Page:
Sedo is a global domain marketplace provider. The agreement to retain Sedo to sell the domain name comes after a settlement between a number of the creditors to Escom.
As part of the settlement, the parties agreed that “a sale of the debtor’s assets, including its Internet domain name Sex.com, as expeditiously as possible is in the best interests of the debtor, the estate and its creditors.”
Sedo had been in talks with some of Escom’s investors to sell the domain name, saying it would be the better company to sell the domain name than DOM’s original New York auctioneer David R. Maltz.
DOM partners, one of Escom’s creditors, had originally opposed retaining Sedo to sell the domain name because it felt that its fees were too high. In addition, DOM said in a declaration that Maltz is a better choice because the company appeals to a “wider pool of bidders” and that Maltz’s marketing efforts “led to widespread interest across all business sectors and a global awareness of the auction.”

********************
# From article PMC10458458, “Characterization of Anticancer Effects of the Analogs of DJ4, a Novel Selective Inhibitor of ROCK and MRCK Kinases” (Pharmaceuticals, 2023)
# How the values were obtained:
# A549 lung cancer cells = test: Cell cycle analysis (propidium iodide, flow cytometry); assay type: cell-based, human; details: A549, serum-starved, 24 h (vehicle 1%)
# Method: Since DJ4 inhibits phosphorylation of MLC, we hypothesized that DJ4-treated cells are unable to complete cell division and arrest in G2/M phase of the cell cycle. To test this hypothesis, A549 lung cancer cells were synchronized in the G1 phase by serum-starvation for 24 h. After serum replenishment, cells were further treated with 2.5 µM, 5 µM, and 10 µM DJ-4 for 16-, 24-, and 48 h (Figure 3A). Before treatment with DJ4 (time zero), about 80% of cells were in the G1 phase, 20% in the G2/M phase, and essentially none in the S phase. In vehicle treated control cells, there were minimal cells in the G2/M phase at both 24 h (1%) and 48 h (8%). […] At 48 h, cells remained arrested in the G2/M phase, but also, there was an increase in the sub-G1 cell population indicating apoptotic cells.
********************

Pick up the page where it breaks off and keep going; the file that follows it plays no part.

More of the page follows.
But Mike Mann, who owns the three companies that forced Escom into bankruptcy, said that Maltz was unqualified and “does not have expertise in the sale of super premium domain names such as Sex.com and an auction by Maltz will not achieve the highest and best value.”
Mann said Sedo would be a more qualified auction service to maximize the value of the domain.
Sedo CEO Tim Schumacher sent a letter to DOM’s lawyer suggesting that using Maltz was a mistake.
The letter said, “countless investors and end users alike have contacted us and told us how they believe this name will sell for less than $6 million in a foreclosure auction. There was only one month notice for this auction. This is not enough time for the due diligence needed for any serious bidder to prepare to make a substantial offer.”
In addition, the letter explained that properly selling this domain name could take a year, but a company who is experienced in domain sales could sell the domain name for maximum value in about 90 days.
In a separate declaration, Schumacher said that a sale of the domain name done properly would likely yield in excess of $14 million, the amount Escom reportedly paid for Sex.com.
The settlement agreement still has to be approved by the court.